DARLINGTON may as well not bother entering the FA Cup, it only brings them misery.

Plus, they would save themselves the £75 administration fee the Football Association charges to take part.

The scenario goes as follows: Hope for a good run, handed a reasonable draw, lose in the first round and then look back on where it all went wrong while some of their rivals go on to enjoy glory.

This season is no different. On Saturday, for the ninth time since 2003 they fell at the first hurdle, Lancaster City being Quakers’ conquerors on a miserable day for Darlington.

Gary Brown was sent off early, two cheap goals were conceded in a 2-1 defeat, Amar Purewal’s late effort briefly bringing hope but zero consolation and fans will still be hurting now.

Some will avoid the draw for the third qualifying round at lunchtime, but it won’t get any easier to accept, particularly in a few weeks’ time when a fellow non-league club basks in the national television limelight and is handed £75,000 for the privilege.

It could have been Darlington. Why not? It was Salford last year, Blyth the year before. Both benefited from increased exposure, higher attendances and revenue that goes hand-in-hand with a cup run – and with a ground being built at Blackwell Meadows, every penny counts.

Saturday’s tie was worth £4,500 to the winners, the following rounds even more.

Playing against a club mid-table two divisions below, Darlington had the opportunity to progress but blew it.

“We apologise for the defeat and I mean that,” said manager Martin Gray.

“The lads have been great so far this season. We are disappointed, we’re disappointed for everyone at the club and the fans that we have failed to deliver on a day like this.

“What we’ve got to do is look for the right reaction and respond against Stalybridge on Saturday.”

He avoided excuses, but was within his rights to point out he did not have the injured Kevin Burgess, Josh Gillies and Phil Turnbull, and it’s also true that his team played in midweek while Lancaster didn’t.

“I’m going to protect the players, I thought they looked tired today,” he added.

“That was our 12th game today and it was Lancaster’s eighth. One or two of our lads looked jaded.

“We need players back. We’ve got three or four out and come next weekend we might have one or two back, but that’s no excuse for today’s defeat.

“We can’t be depending on those injured players, we had enough out there to win the game.”

He altered the formation and personnel, a combination of reacting to the midweek performance against Bradford PA and the condition of Lancaster’s pitch, which looked like it had not seen a lawnmower for a couple of weeks.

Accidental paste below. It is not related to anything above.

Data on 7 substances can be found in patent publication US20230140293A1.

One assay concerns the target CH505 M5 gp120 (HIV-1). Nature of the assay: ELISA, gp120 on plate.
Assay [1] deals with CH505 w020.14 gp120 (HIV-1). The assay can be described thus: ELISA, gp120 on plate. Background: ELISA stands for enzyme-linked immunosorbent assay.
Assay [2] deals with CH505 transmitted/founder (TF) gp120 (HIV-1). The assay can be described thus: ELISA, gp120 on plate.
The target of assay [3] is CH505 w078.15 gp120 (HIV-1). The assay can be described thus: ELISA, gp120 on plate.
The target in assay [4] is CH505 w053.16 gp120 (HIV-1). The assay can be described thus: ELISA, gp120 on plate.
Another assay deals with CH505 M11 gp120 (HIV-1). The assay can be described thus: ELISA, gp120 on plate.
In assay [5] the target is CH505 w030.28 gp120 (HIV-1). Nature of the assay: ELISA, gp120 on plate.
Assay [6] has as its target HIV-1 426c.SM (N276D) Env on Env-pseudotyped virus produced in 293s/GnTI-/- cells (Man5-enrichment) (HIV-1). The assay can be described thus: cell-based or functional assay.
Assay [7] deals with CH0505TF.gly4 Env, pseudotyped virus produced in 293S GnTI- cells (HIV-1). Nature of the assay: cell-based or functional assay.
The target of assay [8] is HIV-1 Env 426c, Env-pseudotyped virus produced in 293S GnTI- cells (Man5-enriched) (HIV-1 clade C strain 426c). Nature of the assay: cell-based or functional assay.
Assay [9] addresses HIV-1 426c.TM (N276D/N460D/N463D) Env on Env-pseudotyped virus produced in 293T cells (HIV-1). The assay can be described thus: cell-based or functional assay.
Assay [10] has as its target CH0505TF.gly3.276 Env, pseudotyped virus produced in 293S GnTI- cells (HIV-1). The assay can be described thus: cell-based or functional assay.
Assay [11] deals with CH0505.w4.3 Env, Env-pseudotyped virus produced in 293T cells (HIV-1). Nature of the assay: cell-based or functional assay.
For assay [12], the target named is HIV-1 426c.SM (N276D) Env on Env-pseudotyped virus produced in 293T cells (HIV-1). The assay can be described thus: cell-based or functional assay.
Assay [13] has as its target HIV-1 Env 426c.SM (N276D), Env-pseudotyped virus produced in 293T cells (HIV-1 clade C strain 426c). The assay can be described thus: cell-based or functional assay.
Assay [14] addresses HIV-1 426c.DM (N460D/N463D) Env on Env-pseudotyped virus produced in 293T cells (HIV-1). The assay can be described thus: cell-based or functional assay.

Gray explained: “The pitch didn’t help at all, having said that it’s the same for both teams.

“We changed our formation because of the pitch. It’s long and dry, it’s not the slick playing surfaces we’ve been used to. It’s not an excuse, but it didn’t allow us to play the game that we wanted.”

Gray opted for 4-3-3, playing direct to Mark Beck with Nathan Cartman and Liam Hardy alongside him, and Darlington started by creating a couple of chances. But then Brown saw red.

He tangled with Jordan Connerton on the edge of the box, denying a goalscoring opportunity, and Gray was less than pleased.

“It affected everything. It was poor discipline. It didn’t help us achieve what we set out to do. A foul in that area of the pitch gives the referee the potential to send you off because you are the last man.”

Hardy was sacrificed, Chris Hunter sent on, however, referee Ricky Wooton soon evened things up by dismissing Jacob Davis for fouling Cartman, the same offence Brown was guilty of.

Ten versus ten was an even contest with chances for both sides, neither worthy of being ahead until Lancaster took the lead just after the restart with another goal Darlington should not be conceding.

They have a nasty habit of giving goals away, this time the ball taken off Terry Galbraith’s toes by Jacob Gregory who rifled past Paul Woolston for 1-0.

“It was very basic poor defending and we’ve talked about it in training,” said Gray. “We’ve got to defend better than that. You can’t allow a player to receive the ball to feet and spin off you. It was quite a simple goal.”

Quakers have conceded first in four of their last five games, and they conceded the second on Saturday too, a consequence of throwing men forward when pushing for an equaliser.

Replays make it clear Connerton was onside, despite Gray’s protestations, and he rounded Woolston to make it 2-0.

Suddenly Darlington were desperate and the game concluded with Quakers in Lancaster’s box, high balls being pumped in for Beck and Purewal, while midfielder Josh Falkingham impressed on his debut.

He was central to the attacks, nicking balls, calm in possession and dictating play.

Substitute Purewal gave Darlington hope when he pulled one back on 80 minutes, powering home a header after meeting Tom Portas’ cross, and Quakers were relentless as they sought an equaliser.

But goalkeeper Mike Hale was in top form, making saves from Galbraith, Beck and Cartman, to ensure yet another bitterly disappointing early exit for Darlington.